I’m convinced that the reason that we are going to celebrate our Tercentenary this year is because we’ve not got involved in politics and religion over time; otherwise I think it would have been the end of English Freemasonry. So we have to be careful, and that’s what we’re really trying to do, trying to promote regular Freemasonry. If there is more than one Grand Lodge in a jurisdiction that applies to us for recognition then, provided that the two agree to share the territory or jurisdiction, we would consider recognising them as regular bodies.
‘It was always a question of when, rather than if, we would re-recognise the Grand Loge Nationale Française’
How do you approach your role?
The best bit of advice I was ever given when I first started travelling for Duke Street, around 16 years ago, was that once you’d flown over the Isle of Wight, forget what goes on in English Freemasonry. It’s not about implementing or taking a set of working practices out to other Grand Lodges. Every single one is entirely sovereign and nobody can tell it what to do.
After every trip as Grand Chancellor I make a report. There is also a group of people behind me, I’m not pushed out there on my own. I report to the External Relations Committee, which is a subcommittee of the Board of General Purposes, and I’m also on the Board of General Purposes itself.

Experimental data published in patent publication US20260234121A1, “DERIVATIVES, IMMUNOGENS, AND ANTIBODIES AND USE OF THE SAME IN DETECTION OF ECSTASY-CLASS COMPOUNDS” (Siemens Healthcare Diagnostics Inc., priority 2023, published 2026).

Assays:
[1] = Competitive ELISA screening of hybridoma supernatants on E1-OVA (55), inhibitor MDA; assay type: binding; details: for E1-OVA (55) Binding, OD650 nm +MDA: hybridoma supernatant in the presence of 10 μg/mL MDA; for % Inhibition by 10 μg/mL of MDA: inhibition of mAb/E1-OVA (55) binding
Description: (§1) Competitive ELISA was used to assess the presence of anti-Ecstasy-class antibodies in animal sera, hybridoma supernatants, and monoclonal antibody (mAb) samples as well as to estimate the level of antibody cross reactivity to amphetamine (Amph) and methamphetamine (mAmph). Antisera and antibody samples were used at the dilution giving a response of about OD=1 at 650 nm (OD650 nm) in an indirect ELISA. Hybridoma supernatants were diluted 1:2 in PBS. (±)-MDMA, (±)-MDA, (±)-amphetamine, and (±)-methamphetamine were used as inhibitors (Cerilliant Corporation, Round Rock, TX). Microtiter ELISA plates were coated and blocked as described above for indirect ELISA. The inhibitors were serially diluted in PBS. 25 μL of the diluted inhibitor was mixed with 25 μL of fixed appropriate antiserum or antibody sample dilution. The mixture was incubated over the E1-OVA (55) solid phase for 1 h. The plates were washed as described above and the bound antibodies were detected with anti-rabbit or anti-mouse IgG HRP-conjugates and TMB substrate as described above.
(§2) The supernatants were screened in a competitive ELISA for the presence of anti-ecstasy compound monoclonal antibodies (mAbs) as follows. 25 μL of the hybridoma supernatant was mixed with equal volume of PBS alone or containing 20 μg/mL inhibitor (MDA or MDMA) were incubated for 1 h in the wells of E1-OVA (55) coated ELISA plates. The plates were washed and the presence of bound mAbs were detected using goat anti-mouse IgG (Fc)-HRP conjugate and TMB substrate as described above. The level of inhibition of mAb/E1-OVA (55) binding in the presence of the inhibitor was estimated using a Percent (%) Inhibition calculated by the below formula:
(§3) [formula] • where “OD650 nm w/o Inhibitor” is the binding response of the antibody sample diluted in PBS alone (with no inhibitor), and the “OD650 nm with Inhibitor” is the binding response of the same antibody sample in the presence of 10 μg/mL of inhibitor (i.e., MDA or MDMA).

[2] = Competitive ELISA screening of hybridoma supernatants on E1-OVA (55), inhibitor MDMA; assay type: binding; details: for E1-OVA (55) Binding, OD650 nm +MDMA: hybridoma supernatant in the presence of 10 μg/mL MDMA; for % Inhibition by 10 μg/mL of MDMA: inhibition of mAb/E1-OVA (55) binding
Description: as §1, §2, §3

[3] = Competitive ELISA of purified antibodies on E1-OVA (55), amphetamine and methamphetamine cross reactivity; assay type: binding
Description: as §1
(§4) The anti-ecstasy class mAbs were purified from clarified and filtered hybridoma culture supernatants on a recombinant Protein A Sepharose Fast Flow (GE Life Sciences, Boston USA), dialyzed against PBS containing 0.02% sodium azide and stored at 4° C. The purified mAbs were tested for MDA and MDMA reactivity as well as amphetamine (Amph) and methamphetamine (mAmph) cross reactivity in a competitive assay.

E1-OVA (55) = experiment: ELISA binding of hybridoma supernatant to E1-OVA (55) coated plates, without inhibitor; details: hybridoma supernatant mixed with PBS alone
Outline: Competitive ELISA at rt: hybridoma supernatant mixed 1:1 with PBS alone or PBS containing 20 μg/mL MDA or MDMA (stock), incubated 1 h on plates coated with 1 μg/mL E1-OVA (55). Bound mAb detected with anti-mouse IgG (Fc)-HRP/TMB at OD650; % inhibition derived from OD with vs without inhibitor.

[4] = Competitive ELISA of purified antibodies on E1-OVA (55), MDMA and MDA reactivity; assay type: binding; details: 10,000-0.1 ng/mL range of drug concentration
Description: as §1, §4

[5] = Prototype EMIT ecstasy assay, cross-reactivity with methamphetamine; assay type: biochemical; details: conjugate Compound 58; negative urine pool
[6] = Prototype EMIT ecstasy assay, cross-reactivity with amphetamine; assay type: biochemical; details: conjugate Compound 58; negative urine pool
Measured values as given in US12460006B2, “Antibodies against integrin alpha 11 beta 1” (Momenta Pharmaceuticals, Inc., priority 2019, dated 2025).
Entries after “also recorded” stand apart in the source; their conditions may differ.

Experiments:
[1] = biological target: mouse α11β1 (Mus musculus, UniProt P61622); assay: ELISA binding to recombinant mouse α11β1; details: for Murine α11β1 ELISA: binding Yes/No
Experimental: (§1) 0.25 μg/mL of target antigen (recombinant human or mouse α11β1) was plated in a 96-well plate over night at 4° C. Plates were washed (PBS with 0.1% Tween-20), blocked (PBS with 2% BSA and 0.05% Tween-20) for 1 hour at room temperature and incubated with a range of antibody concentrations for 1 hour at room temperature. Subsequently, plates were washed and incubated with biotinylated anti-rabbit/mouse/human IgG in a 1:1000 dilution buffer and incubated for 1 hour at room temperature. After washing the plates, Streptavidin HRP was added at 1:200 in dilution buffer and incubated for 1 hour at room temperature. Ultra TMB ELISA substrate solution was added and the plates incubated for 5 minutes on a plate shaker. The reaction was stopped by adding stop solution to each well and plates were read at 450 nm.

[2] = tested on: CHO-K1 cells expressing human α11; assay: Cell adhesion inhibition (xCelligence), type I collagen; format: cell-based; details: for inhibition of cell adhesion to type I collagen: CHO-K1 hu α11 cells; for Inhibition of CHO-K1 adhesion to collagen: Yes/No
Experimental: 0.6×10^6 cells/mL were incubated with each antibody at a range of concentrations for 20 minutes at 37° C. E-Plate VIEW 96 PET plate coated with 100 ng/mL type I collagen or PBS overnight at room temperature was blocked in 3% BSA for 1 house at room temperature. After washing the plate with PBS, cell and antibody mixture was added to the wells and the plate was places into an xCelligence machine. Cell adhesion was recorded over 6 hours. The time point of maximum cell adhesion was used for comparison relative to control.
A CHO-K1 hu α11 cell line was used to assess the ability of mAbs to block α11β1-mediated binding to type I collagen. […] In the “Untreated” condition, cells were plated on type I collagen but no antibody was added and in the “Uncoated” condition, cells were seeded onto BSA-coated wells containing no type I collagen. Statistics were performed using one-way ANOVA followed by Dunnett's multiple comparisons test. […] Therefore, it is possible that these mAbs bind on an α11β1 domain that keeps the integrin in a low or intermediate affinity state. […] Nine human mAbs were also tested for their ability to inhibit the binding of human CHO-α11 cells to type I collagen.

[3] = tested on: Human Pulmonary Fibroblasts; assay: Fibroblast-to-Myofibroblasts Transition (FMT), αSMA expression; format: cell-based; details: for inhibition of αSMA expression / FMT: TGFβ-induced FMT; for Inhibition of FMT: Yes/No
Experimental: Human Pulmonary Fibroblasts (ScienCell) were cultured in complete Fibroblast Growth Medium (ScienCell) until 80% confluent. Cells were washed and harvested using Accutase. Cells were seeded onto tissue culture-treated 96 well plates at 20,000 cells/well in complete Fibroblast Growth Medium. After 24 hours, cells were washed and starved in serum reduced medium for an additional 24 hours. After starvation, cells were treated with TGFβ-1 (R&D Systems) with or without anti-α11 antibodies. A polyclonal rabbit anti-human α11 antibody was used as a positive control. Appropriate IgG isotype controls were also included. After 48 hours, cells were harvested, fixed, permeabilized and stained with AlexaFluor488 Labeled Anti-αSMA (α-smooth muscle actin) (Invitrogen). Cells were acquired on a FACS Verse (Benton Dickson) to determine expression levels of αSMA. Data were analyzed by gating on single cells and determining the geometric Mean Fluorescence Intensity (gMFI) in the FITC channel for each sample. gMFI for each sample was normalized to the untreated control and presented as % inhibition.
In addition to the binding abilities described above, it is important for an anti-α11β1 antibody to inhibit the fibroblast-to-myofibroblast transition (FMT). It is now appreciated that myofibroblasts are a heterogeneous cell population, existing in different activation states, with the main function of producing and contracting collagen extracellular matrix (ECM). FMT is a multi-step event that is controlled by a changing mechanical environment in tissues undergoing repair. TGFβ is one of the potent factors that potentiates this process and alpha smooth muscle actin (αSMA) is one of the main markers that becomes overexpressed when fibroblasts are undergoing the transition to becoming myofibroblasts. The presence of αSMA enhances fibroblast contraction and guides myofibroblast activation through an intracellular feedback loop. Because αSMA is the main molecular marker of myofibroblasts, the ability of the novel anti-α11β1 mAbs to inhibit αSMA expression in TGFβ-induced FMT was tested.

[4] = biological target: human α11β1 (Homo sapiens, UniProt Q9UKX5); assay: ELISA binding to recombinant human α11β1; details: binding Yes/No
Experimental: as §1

If we consider that a Grand Lodge’s practices are irregular, then we’ve only really got two courses of action. One is to suspend relations and the other is, as a last resort, to withdraw recognition. Because of the respect and recognition that UGLE has, just being able to do that does give it power, which is why there is a fine line between advice and interference – you’ve got to tread a fairly careful road.
What happened in France in 2009?
The Grand Loge Nationale Française (GLNF) was formed more than a 100 years ago, and we never considered its members or lodges to be irregular. It was only the behaviour of the then Grand Master that we felt was bringing Freemasonry into disrepute. We made representations, but nothing changed. We then suspended relations, so members of lodges under UGLE and lodges under GLNF could go to their own lodges but there wouldn’t be any inter-visitation.
We hoped that this suspension would fire a warning shot across the bows, but after 12 months we had to withdraw recognition. This meant that those members who belonged to lodges under the GLNF and UGLE had to resign from one or the other. There was a lot of movement within Europe trying to create a confederation within France, and some were trying to open Districts within France.
We said to everyone, ‘Look, stand away, it’s a problem for the GLNF’s members. It’s for them to resolve, and outsiders should not get involved.’ For us, it was always a question of when, rather than if, we would re-recognise the GLNF. A new Grand Master was elected by the French brethren, a new executive appointed, and peace and harmony returned. After a period of about two years recognition was restored.
‘I’ve been in Freemasonry for 46 years and I’ll never be able to put back in as much as I’ve got out of it’
How do you interact with other Grand Lodges?